There are a few islands in Bar Harbor's Frenchman Bay, the closest of which is Bar Island. At low tide you can walk to Bar Island across a large sandbar. This is a lot of fun. You can swim or bring out a kayak from the sandbar, or just look for shells. Bar Island is also a very pretty place, with forests and cliffs; sometimes you'll even find seals hauled out the water on the rocks. One thing you need to watch out for though is the time! Don't spend too long on the island or when high tide comes in you'll be stuck there!
Located downtown on West Street, the Whale Museum is run by the nearby College of the Atlantic. It's a small place exhibiting several sets of whale and dolphin bones and offering information on the area's local species of whales, dolphins and seals. The museum has a nice gift shop and is a good place to go with kids if it happens to rain. The Whale Museum is free, but they do accept donations.
I woke up Monday morning around 6 am and looked out my window and saw the glorious yellow and orange hues of an ocean sunrise, threw on some pants and a sweater, grabbed my camera and ran down the street before it disappeared. Robert, who had checked to see what time sunrise was, the website he checked said 6:30, set his clock for 6:15 am. By the time he got out there, the oranges and yellows were already gone and the last traces of the pinks and purples were fading as the sun made it's appearance. Perhaps it's not everyday that you get to see what I did but it was about 30 minutes before the official sunrise that I took these pictures.
Acadia National Park is just a short distance from Bar Harbor, we arrived around 3 pm and drove up to the top of Cadillac Mountain first and then decided to do the Park Loop Road, a 27 mile one way drive through the eastern side of the park. It was odd that there was no cost to drive up to the top of Cadillac Mountain but that once we entered the Park Loop Road, there was a $20 week long pass that we had to purchase, assessed by car, not by person.
We really didn't do the park justice as we only had about 3-4 hours to see it. But I thought it was still worth a stop even with our limited time frame.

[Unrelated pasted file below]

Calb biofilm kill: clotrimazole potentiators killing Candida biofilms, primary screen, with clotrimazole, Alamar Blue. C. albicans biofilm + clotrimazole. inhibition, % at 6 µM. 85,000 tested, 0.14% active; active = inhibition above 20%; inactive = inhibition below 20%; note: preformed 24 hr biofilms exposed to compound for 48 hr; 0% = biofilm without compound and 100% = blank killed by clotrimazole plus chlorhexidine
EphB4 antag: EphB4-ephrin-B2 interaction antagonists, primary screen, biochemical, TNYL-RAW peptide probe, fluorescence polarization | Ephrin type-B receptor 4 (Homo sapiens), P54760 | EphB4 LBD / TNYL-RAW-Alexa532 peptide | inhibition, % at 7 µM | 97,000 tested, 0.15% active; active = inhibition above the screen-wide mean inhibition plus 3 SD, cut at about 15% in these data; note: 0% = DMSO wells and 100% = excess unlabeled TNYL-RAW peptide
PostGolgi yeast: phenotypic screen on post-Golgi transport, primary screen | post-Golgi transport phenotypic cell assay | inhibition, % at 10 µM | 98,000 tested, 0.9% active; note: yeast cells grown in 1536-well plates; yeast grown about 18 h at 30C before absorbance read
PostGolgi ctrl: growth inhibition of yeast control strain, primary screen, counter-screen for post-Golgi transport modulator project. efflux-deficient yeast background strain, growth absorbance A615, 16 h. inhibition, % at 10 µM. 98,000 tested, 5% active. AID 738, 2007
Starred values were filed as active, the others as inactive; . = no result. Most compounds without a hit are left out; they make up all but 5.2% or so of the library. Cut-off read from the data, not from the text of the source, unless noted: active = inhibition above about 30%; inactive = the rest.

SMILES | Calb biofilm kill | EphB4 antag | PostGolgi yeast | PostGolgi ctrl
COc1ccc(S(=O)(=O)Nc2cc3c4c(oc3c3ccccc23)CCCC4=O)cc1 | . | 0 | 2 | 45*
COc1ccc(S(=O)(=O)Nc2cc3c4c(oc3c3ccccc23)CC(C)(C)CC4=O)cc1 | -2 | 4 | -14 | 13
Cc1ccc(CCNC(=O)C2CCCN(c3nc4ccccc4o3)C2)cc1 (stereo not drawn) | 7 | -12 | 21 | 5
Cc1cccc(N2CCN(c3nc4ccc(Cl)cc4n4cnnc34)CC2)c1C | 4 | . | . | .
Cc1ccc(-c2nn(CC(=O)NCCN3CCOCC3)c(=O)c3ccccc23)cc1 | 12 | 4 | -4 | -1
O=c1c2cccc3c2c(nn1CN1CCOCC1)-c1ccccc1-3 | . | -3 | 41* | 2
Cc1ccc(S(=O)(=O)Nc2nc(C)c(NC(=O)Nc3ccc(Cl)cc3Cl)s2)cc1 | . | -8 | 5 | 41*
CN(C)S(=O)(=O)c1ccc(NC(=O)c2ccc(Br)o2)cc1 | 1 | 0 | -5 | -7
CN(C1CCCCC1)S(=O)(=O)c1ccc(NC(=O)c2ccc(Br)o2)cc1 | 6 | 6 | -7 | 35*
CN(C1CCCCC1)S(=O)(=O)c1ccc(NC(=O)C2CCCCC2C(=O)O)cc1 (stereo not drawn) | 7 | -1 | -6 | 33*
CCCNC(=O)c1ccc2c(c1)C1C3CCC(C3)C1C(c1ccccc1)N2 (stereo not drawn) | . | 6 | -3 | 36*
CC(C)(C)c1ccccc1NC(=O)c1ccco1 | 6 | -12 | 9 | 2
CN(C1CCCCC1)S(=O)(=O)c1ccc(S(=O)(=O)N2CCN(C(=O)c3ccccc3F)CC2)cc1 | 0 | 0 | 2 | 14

I put a few more pictures and information about what we saw in the park on my Acadia National Park page
Board the "Miss Samantha" for this fascinating and fun tour through Frenchman's Bay. They begin by pulling up traps and talking about Lobster biology and the history of Lobster fishing. Did you know that years ago Lobsters were so abundant, that Maine prisoners and servants refused to eat them more than three times a week.
You can touch and feel the sea creatures in their touch tank while they cruise off in search of seals. Harbor Seals are a must see and the boat gets so close you can almost count their whiskers. hehe!
The Captain is available to answer all your questions and this tour with the BAR HARBOR WHALE WATCH CO. sure is a fun trip for the whole family.
Offering 2 hour cruises, the beautiful 151 foot windjammer MARGARET TODD leaves from Bar Harbor and sails among the islands of Frenchman's Bay. In full sail it is a wonderful sight to see.
It makes three trips daily at 10:00 a.m. - 2:00 p.m. and sunset
Even though it wasn't on our route from Bar Harbor to Ogunquit, we decided to make a detour to Bass Harbor to see the Bass Harbor Head Light, one of the most photographed lighthouses in Maine. It wasn't as quick of a detour as I had thought it would be but it was definitely worth a stop, especially since we saw a seal playing around in the water just off the coast.
When you park in the free parking lot here, you can go down a path to your right as you are facing the ocean and get the view of the lighthouse from one side but be sure to also take the trail going down to the left side which had a much nicer view.
This lighthouse was built in 1858, is fully automated and marks the entrance to Blue Hill Bay. If you click on the website below, you'll see the best view of the lighthouse, from the water and you can read more about the history of the lighthouse.